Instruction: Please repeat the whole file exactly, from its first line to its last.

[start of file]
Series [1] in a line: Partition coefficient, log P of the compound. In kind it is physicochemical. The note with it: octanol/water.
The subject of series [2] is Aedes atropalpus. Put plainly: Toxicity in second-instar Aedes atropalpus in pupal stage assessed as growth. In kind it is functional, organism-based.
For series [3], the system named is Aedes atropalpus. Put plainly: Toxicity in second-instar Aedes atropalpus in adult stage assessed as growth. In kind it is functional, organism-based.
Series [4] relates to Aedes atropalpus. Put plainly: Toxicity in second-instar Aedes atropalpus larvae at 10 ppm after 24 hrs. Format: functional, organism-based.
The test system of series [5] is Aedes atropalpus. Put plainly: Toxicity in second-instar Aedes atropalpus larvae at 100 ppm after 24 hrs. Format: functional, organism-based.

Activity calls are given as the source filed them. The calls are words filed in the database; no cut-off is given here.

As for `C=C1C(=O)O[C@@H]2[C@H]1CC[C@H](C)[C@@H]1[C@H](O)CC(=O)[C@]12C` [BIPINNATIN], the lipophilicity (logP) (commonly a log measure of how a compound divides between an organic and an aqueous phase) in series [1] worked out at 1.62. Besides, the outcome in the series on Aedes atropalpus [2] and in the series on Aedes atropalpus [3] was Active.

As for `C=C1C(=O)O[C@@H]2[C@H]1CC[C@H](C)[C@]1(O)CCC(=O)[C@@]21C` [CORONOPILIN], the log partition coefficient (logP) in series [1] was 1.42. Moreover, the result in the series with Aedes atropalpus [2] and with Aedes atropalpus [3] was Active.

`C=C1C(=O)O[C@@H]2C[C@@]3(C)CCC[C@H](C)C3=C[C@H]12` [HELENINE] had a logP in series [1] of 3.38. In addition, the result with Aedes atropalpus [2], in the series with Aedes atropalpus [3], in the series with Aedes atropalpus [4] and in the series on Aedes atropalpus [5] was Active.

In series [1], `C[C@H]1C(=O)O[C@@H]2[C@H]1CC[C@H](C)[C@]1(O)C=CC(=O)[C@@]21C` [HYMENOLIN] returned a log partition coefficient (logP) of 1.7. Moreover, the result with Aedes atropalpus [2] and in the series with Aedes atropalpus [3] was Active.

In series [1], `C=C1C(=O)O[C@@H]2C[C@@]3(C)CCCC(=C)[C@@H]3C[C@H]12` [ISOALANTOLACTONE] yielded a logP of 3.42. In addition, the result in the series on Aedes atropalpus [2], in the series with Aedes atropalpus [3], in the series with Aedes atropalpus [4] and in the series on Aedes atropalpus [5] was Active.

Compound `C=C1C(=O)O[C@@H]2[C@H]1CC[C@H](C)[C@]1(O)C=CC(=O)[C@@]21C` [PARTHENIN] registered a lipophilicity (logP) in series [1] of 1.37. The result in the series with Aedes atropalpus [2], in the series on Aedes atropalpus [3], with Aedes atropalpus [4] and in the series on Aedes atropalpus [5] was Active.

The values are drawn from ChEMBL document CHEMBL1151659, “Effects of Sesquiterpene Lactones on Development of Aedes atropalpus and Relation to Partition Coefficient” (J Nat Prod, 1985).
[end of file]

Series [1] in a line: Partition coefficient, log P of the compound. In kind it is physicochemical. The note with it: octanol/water.
The subject of series [2] is Aedes atropalpus. Put plainly: Toxicity in second-instar Aedes atropalpus in pupal stage assessed as growth. In kind it is functional, organism-based.
For series [3], the system named is Aedes atropalpus. Put plainly: Toxicity in second-instar Aedes atropalpus in adult stage assessed as growth. In kind it is functional, organism-based.
Series [4] relates to Aedes atropalpus. Put plainly: Toxicity in second-instar Aedes atropalpus larvae at 10 ppm after 24 hrs. Format: functional, organism-based.
The test system of series [5] is Aedes atropalpus. Put plainly: Toxicity in second-instar Aedes atropalpus larvae at 100 ppm after 24 hrs. Format: functional, organism-based.

Activity calls are given as the source filed them. The calls are words filed in the database; no cut-off is given here.

As for `C=C1C(=O)O[C@@H]2[C@H]1CC[C@H](C)[C@@H]1[C@H](O)CC(=O)[C@]12C` [BIPINNATIN], the lipophilicity (logP) (commonly a log measure of how a compound divides between an organic and an aqueous phase) in series [1] worked out at 1.62. Besides, the outcome in the series on Aedes atropalpus [2] and in the series on Aedes atropalpus [3] was Active.

As for `C=C1C(=O)O[C@@H]2[C@H]1CC[C@H](C)[C@]1(O)CCC(=O)[C@@]21C` [CORONOPILIN], the log partition coefficient (logP) in series [1] was 1.42. Moreover, the result in the series with Aedes atropalpus [2] and with Aedes atropalpus [3] was Active.

`C=C1C(=O)O[C@@H]2C[C@@]3(C)CCC[C@H](C)C3=C[C@H]12` [HELENINE] had a logP in series [1] of 3.38. In addition, the result with Aedes atropalpus [2], in the series with Aedes atropalpus [3], in the series with Aedes atropalpus [4] and in the series on Aedes atropalpus [5] was Active.

In series [1], `C[C@H]1C(=O)O[C@@H]2[C@H]1CC[C@H](C)[C@]1(O)C=CC(=O)[C@@]21C` [HYMENOLIN] returned a log partition coefficient (logP) of 1.7. Moreover, the result with Aedes atropalpus [2] and in the series with Aedes atropalpus [3] was Active.

In series [1], `C=C1C(=O)O[C@@H]2C[C@@]3(C)CCCC(=C)[C@@H]3C[C@H]12` [ISOALANTOLACTONE] yielded a logP of 3.42. In addition, the result in the series on Aedes atropalpus [2], in the series with Aedes atropalpus [3], in the series with Aedes atropalpus [4] and in the series on Aedes atropalpus [5] was Active.

Compound `C=C1C(=O)O[C@@H]2[C@H]1CC[C@H](C)[C@]1(O)C=CC(=O)[C@@]21C` [PARTHENIN] registered a lipophilicity (logP) in series [1] of 1.37. The result in the series with Aedes atropalpus [2], in the series on Aedes atropalpus [3], with Aedes atropalpus [4] and in the series on Aedes atropalpus [5] was Active.

The values are drawn from ChEMBL document CHEMBL1151659, “Effects of Sesquiterpene Lactones on Development of Aedes atropalpus and Relation to Partition Coefficient” (J Nat Prod, 1985).